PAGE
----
[11]  Babady NE, Awender E, Geller R, et al. Enterobius vermicularis in a 14-Year-Old Girl’s Eye . Journal of Clinical Microbiology. 2011; 49(12): 4369-4370.
[12]  Anuradha S, Bharathi K, Khalique A. Oculosporidial polyp infected secondarily by Enterobius vermicularis. Advanced Biomedical Research. 2014; 3: 195.
[13]  Dass B. Oxyuris Vermicularis, an Unmentioned Cause of Fistula-In-Ano. The Indian Medical Gazette. 1876; 11(7): 193.
[14]  Fry GF, Moore JG. Enterobius vermicularis: 10,000-year-old human infection. Science. 1969 Dec 26; 166(3913): 1620.
[15]  Paknazhad N, Mowlavi G, Dupouy Camet J, et al. Paleoparasitological evidence of pinworm (Enterobius vermicularis) infection in a female adolescent residing in ancient Tehran (Iran) 7000 years ago. Parasites & Vectors. 2016; 9: 33.
[16]  de Araújo AJ, Ferreira LF, Confalonieri UE, Nuñez L, Ribeiro Filho BM. The finding of Enterobius vermicularis eggs in pre-Columbian human coprolites. Mem Inst Oswaldo Cruz. 1985 Apr-Jun; 80(2): 141-3.
[17]  Bharti B, Bharti S, Khurana S. Worm Infestation: Diagnosis, Treatment and Prevention. Indian J Pediatr. 2017 Nov 11.
[18]  Ragunathan L, Kalivaradhan SK, Ramadass S, Nagaraj M, Ramesh K. Helminthic infections in school children in Puducherry, South India. J Microbiol Immunol Infect. 2010 Jun; 43(3): 228-32.
[19]  Burkhart CN, Burkhart CG. Assessment of frequency, transmission, and genitourinary complications of enterobiasis (pinworms). Int J Dermatol. 2005 Oct; 44(10): 837-40.
[20]  Moosazadeh M, Abedi G, Afshari M, Mahdavi SA, Farshidi F, Kheradmand E. Prevalence of Enterobius vermicularis among Children in Iran: A Systematic Review and Meta-analysis. Osong Public Health Res Perspect. 2017 Apr; 8(2): 108-115.
[21]  Li H-M, Zhou C-H, Li Z-S, et al. Risk factors for Enterobius vermicularis infection in children in Gaozhou, Guangdong, China. Infectious Diseases of Poverty. 2015; 4: 28. More than 50% prevalence, teeth grinding, jaw clenching Bruxism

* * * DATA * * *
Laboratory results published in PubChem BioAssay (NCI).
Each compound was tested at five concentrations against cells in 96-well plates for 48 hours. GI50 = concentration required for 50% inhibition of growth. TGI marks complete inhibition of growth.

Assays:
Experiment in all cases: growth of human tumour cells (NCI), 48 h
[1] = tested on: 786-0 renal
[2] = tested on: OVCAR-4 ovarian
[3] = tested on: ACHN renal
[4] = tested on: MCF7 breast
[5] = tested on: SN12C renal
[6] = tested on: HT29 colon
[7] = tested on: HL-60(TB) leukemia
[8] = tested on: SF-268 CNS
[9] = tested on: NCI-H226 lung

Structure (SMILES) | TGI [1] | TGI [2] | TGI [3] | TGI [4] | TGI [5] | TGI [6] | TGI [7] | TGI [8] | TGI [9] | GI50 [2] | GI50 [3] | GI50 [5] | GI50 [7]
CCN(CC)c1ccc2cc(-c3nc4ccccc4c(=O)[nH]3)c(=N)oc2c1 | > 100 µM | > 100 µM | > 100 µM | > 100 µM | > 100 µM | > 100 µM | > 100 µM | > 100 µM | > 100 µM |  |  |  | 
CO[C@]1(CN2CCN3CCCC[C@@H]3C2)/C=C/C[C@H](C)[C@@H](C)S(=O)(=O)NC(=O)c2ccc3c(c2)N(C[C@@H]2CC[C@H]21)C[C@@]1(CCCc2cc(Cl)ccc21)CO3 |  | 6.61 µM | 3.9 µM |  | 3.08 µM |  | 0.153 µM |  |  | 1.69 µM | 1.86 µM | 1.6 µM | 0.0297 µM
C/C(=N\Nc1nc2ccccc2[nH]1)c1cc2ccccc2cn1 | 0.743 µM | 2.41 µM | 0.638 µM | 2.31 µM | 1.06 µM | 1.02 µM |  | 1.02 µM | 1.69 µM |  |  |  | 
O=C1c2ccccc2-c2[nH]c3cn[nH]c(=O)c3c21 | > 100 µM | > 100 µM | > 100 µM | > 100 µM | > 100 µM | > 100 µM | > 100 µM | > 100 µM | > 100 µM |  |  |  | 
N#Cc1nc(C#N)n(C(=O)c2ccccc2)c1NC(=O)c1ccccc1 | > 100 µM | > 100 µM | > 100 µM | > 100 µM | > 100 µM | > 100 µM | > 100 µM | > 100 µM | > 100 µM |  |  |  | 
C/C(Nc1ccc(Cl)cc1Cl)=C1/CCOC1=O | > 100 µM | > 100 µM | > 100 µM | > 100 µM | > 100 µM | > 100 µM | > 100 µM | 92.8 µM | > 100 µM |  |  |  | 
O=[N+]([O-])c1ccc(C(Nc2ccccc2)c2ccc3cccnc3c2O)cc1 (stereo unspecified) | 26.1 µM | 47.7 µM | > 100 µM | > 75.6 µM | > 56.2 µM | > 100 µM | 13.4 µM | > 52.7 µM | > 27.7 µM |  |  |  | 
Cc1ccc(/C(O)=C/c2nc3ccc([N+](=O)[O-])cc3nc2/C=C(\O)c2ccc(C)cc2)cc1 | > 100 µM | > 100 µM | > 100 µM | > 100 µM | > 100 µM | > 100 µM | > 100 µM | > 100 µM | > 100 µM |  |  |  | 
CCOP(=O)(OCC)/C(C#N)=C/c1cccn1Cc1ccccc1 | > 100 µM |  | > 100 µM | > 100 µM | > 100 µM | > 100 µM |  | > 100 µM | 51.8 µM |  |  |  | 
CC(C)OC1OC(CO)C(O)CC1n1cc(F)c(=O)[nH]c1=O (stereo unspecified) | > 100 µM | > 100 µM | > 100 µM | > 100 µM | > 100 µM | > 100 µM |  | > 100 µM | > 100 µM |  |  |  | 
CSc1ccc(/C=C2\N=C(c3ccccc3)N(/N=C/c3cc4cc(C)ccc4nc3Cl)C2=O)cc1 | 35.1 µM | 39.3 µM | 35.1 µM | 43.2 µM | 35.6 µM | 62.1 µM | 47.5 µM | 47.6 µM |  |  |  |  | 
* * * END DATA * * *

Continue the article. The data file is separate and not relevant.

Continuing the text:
[22]  Pampiglione S, Rivasi F. Enterobiasis in Ectopic Locations Mimicking Tumor-Like Lesions. International Journal of Microbiology. 2009; 2009: 642481. Ectopic tumor like lesions, difficulties in the histopathological diagnosis of oxyurasis in nonhabitual sites, and their importance from a clinical point of view.
[23]  Kılıç S, Ekinci S, Orhan D, Senocak ME. Enterobius granuloma: an unusual cause of omental mass in an 11-year-old girl. Turk J Pediatr. 2014 Mar-Apr; 56(2):189-91.
[24]  Elsaid N, Mahmood H, Tekkis P, Tan E. Enterobiasis-related inflammatory caecal polyp masquerading as a malignancy. BMJ Case Rep. 2014 Jan 15; 2014.
[25]  Efared B, Atsame-Ebang G, Soumana BM, et al. Acute suppurative appendicitis associated with Enterobius vermicularis: an incidental finding or a causative agent? A case report. BMC Research Notes. 2017; 10: 494. Acute appendicitis/inflammation.
[26]  Maraghi S: Enterobius vermicularis in Cerebrospinal Fluid. Iran Biomed J. 1997, 1:49-51.
[28]  Dutta K., Ghosh S., Basu A. (2016) Infections and Inflammation in the Brain and Spinal Cord: A Dangerous Liaison. In: Jana N., Basu A., Tandon P. (eds) Inflammation: the Common Link in Brain Pathologies. Springer, Singapore.
[29]  Chow FC, Marra CM, Cho TA. Cerebrovascular disease in central nervous system infections. Semin Neurol. 2011 Jul; 31(3): 286-306.
[30]  Tickell KD, Pavlinac PB, John-Stewart GC, Denno DM, Richardson BA, Naulikha JM, Kirera RK, Swierczewski BE, Singa BO, Walson JL. Impact of Childhood Nutritional Status on Pathogen Prevalence and Severity of Acute Diarrhea. Am J Trop Med Hyg. 2017 Nov; 97(5): 1337-1344.